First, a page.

I'm going off-topic here, but I want to add a quick thought to the national debate on health care "reform" (whatever that will mean). The Left is insisting on full coverage for all Americans, seemingly without regard to cost, with a "public option" a must. The Right is just as insistent that only "free market" solutions are acceptable, making all kinds of noise about "rationing of care".
I'm certainly no health care expert, but I do know that paying for a full family plan is awfully expensive (ours is now over $1,000 per month). On the other hand, having undergone extensive (and expensive) treatment for a serious illness, I sure do appreciate having had coverage. I also believe it is tragic and untenable that 50 million Americans (give or take) have no health insurance.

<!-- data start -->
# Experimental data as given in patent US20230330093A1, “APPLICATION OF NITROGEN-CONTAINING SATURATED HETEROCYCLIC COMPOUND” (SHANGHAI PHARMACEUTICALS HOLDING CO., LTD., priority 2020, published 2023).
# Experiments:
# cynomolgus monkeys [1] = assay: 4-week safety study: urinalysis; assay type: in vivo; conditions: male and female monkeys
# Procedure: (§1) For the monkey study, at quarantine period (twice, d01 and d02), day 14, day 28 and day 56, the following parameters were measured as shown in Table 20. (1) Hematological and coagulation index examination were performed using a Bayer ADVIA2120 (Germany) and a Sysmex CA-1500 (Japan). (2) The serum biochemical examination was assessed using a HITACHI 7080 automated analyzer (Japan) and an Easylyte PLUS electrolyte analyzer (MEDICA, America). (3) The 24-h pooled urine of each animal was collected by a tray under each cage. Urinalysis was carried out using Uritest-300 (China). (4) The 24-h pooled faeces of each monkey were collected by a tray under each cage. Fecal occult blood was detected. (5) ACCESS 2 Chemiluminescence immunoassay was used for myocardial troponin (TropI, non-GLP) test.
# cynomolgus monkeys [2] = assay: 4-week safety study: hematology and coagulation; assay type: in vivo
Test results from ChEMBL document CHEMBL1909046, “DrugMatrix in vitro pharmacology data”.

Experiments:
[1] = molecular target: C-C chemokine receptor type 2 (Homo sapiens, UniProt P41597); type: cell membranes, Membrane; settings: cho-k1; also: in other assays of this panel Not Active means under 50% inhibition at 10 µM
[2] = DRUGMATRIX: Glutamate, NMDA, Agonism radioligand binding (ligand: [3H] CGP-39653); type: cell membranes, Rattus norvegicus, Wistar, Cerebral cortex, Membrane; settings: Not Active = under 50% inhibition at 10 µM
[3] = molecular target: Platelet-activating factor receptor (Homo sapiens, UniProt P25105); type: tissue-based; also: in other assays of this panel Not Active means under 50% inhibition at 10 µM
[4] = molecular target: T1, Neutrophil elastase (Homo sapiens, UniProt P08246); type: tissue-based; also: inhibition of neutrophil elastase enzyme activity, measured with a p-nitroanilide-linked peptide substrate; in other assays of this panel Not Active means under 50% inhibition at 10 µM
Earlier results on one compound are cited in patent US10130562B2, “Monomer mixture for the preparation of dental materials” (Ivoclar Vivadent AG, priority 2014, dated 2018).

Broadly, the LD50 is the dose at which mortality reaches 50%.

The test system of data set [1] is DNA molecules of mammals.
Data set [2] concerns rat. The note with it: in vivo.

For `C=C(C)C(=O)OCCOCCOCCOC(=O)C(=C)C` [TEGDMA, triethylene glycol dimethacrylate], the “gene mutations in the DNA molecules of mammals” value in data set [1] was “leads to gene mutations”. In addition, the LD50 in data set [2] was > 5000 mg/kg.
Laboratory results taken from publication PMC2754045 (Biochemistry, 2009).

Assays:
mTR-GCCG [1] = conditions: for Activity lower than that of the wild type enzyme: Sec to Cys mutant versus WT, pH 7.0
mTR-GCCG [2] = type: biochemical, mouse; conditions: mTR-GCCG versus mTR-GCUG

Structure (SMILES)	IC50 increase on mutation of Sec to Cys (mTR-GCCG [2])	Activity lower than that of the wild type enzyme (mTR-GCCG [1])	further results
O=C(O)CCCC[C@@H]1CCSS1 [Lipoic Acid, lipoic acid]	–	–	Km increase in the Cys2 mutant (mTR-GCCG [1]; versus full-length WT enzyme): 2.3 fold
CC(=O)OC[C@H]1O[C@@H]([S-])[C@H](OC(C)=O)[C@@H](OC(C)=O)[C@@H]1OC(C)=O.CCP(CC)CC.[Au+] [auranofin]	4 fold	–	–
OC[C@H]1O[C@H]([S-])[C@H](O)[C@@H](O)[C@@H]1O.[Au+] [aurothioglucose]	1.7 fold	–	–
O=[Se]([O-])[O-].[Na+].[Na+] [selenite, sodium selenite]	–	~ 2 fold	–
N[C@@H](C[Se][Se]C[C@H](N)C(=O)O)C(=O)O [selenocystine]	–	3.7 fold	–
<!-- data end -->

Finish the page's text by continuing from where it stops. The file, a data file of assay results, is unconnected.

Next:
While I don't believe health care is a "right" to the same extent as basic Constitutional freedoms, I do believe that we' d be better off as a society if all citizens had at least fundamental basic coverage that would spread the cost and the risks amongst the entire population. However, people would have to understand that unless we want to break the bank, not all types of treatment should be covered under the "basic" plan. People would be free to purchase additional coverage (or keep their existing coverage), and could always go out-of-pocket for any treatments not covered by the basic plan.
Of course the "wealthy" would maintain access to more (and possibly better) care than their less well-off neighbors, but at the very least such basic coverage would allow everyone to have fundamental health care that might remove much of the burden from the Medicaid system and reduce the use of hospital emergency rooms as the "primary care" provider for so many of the poor.